BRIEF DESCRIPTION OF THE DRAWING

For a more complete understanding of the present invention, reference is now made to the following descriptions taken in conjunction with the accompanying drawing, in which:

FIG. 1 is a diagrammatic illustration of a prior art WLAN;

FIG. 2 is a diagrammatic illustration showing spectrum usage of at least a portion of a prior art passive search scan;

FIG. 3 is a diagrammatic illustration of a prior art proposed IEEE 802.11k site report for one neighboring access point;

FIG. 4 is a diagrammatic illustration of an embodiment of a neighbor report in accordance with the present invention;

FIG. 5 is a diagrammatic illustration of an embodiment of the use of adaptive search thresholds;

FIG. 6 a diagrammatic illustration of at least a portion of passive search scanning spectrum usage in accordance with embodiments of the present systems and methods;

FIG. 7 is a diagrammatic illustration of an embodiment of the use of adaptive execution thresholds;

FIG. 8 is a flow diagram of embodiment of a method for obtaining a neighbor report by a station in accordance with the present invention;

FIG. 9 is a flow diagram of embodiment of a method for transmitting a neighbor report by an access point in accordance with the present invention FIG. 5 is a diagrammatic illustration;

FIG. 10 is an example timeline for transmission and reception of neighbor reports from an access point to a new station in accordance with the method embodiments of FIGS. 8 and 9;

FIG. 11 is diagrammatic illustration of an embodiment of a system employing an ad-hoc method for acquiring the TBTTs of access points; and

FIG. 12 is diagrammatic illustration of an embodiment of a system employing an central controller for distributing the TBTTs of access points.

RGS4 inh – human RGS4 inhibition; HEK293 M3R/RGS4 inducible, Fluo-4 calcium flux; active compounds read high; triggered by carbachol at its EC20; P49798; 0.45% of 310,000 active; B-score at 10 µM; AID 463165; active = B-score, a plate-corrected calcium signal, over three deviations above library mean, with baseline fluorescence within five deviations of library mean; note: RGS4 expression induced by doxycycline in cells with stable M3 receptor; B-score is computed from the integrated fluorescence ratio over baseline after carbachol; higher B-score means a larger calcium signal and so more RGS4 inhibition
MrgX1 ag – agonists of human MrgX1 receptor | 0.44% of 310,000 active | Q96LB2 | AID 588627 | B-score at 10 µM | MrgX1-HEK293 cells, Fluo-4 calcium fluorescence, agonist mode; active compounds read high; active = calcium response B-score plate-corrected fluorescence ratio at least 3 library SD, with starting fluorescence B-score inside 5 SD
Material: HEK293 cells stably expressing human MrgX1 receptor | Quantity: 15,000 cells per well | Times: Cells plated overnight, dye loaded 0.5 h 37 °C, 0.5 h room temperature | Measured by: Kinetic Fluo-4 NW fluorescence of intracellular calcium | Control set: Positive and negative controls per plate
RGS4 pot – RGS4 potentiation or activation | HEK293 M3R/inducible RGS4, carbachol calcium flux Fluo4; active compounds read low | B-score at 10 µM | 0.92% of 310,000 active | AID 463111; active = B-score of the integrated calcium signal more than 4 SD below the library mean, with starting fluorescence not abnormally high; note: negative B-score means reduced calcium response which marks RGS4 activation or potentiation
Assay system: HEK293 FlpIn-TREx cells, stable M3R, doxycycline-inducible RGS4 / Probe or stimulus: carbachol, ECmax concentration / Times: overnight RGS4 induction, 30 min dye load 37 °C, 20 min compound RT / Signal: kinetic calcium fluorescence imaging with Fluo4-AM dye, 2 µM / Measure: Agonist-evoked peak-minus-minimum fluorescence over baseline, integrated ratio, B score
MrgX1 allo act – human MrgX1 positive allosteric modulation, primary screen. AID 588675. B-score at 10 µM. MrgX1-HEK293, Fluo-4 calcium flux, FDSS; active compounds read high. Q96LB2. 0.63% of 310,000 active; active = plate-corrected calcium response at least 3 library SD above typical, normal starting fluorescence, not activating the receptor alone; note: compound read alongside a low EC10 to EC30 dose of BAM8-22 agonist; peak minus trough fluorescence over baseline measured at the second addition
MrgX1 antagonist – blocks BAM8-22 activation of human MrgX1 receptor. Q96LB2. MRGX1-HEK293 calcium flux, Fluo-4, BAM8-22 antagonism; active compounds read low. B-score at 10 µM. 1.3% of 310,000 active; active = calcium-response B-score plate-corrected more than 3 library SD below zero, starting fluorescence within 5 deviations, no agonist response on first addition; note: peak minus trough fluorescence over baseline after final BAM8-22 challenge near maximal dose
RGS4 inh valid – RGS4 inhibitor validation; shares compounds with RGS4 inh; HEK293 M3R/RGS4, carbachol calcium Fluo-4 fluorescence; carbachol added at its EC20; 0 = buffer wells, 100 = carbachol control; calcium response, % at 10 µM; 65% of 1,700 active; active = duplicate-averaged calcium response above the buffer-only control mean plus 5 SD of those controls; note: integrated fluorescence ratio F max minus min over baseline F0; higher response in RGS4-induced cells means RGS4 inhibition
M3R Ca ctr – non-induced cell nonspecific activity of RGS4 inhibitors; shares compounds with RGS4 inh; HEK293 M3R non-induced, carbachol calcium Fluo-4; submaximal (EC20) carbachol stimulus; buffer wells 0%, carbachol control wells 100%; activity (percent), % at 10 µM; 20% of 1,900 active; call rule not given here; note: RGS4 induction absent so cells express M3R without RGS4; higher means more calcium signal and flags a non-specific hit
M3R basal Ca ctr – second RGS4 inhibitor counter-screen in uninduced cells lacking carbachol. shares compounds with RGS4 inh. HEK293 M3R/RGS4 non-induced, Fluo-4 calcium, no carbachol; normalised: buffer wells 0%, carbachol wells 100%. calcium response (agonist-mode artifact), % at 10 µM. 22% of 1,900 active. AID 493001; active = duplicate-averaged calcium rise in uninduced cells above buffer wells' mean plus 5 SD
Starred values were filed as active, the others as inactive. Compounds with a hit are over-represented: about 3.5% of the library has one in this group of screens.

DETAILED DESCRIPTION OF THE INVENTION

Embodiments of the present systems and methods employ a neighbor report which may, in addition to more conventional information about neighboring access point, include search thresholds, target beacon transmission time of neighboring access points, and execution thresholds. The present systems and methods also provide a mechanism of updating neighbor report. A faster and lower spectrum cost active search scheme based on sending a null packet may additionally or alternatively be used by the present systems and methods

In accordance with embodiments of the present invention, the neighbor report is provided by an access point to its stations. An access point broadcasts the neighbor report to its stations periodically and/or upon request by a station. This reduces or eliminates the need for a station to request a site report from a potential handoff access point and the need for such an access point to transmit the site report, thereby freeing network capacity. Additionally, embodiments of the present system may use shorter neighbor report updates to inform stations of neighbor access point changes, rather than re-broadcasting the entire neighbor report. This further reduces network overhead, freeing network capacity.

In accordance with embodiments of the neighbor report includes a search threshold and a execution threshold. The search threshold and the execution threshold may be adapted based on the type of application a station is running, the moving speed of the station, target access point, a currently associated access point, or other variables. In accordance with embodiments of the present invention the search threshold may be used by a station to determine when to start the searching process, while the execution thresholds may be used to select the target access point. Preferably, the use of adaptive thresholds improves the handoff robustness while reducing the overhead.